Tuesday, March 13, 2018

1993 Studio Gary DiSarcina

Hobbies are golf and reading: Pretty average hobbies.
Favorite sports announcer is Bob Uecker: Another safe choice.
Favorite player as a kid was Larry Bird: A Massachusetts native, DiSarcina wore #33 in honor of Bird.
Most prized possession is his wedding band: Not anymore – DiSarcina is divorced.
Might have been a history teacher if he hadn’t been an athlete: DiSarcina’s father was a history teacher for thirty years.
Pet peeves are smoking and running red lights: Good choices, both are dangerous to the public.
Where he is now: Bench coach for the Mets.

Monday, March 12, 2018

Baseball card story from Brian Lesher

Outfielder Brian Lesher played for the A's, Mariners and Blue Jays from 1996 to 2002. In 108 games he hit .224 with 9 HR and 38 RBI. Now a coach at Newark Charter School in Delaware, he kindly answered my questions about baseball cards.

"I collected cards as a kid and to have a baseball card myself was really cool. The most memorable story as a kid was when I bought a Jackie Robinson rookie for $20 probably around ‘83. My father's friend thought it was ridiculous and said I would never be able to get my money back if I sold it back to dealer. Long story short we went back to store and  the dealer bought it back...only now I realize because looking over my shoulder was my father's friend probably staring down the dealer in disgust. Not sure what it’s worth today but I wish I still had it."

Sunday, March 11, 2018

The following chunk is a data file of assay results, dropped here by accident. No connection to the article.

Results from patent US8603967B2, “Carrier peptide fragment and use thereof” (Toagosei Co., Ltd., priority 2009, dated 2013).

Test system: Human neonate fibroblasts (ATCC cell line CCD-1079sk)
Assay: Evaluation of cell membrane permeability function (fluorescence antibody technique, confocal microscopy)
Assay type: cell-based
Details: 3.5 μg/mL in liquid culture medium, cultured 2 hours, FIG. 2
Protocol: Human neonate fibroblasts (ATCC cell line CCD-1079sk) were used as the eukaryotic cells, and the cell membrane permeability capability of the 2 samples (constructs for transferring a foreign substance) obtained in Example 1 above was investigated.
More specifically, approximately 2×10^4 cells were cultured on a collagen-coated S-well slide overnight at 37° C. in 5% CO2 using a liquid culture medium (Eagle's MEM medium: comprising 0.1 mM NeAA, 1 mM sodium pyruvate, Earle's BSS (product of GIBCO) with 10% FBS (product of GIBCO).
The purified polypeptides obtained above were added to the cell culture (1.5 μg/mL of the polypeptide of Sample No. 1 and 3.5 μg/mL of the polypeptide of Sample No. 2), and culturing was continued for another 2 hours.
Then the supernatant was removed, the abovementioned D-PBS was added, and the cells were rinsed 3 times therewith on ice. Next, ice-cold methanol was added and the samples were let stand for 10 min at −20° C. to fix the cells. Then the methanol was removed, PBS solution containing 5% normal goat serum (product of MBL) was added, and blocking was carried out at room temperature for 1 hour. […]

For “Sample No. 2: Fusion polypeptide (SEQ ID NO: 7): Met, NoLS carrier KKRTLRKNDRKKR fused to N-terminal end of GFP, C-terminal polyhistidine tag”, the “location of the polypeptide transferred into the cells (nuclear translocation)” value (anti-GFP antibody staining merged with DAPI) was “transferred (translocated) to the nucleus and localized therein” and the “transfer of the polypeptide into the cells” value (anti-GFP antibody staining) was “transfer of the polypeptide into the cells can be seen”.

Kevin Wasilewski on baseball cards

Kevin Wasilewski pitched in the Astros organization in 1986 and 1987. In 60 games he went 11-6 with 3 saves and a 4.51 ERA. Now a Key Account Manager at Syngenta Seeds in Lakeland, FL, he kindly answered my questions about baseball cards.

"My favorite as probably most players is their first card. My 1986 Auburn Astros NYP league card is my favorite. Topps was the only card company back then and we all received a check for $5 from them. Mine is in a scrap book. I don’t know if anyone actually cashed it."
Thanks! I don't have that card, but here is one from my collection.

Baseball card story from Mike Erb

Mike Erb pitched six seasons of professional baseball, mostly in the Angels organization. In 114 games he went 33-19 with 5 saves and a 3.71 ERA. He kindly answered my questions about baseball cards.

"My favorite card is my second year 1988 Palm Springs Angels. If you look at it you'll see I'm giving a Shaka sign. I wanted to do something else, I can't remember what it was, but they wouldn't let me so I asked him if they would let me do that and they said yes."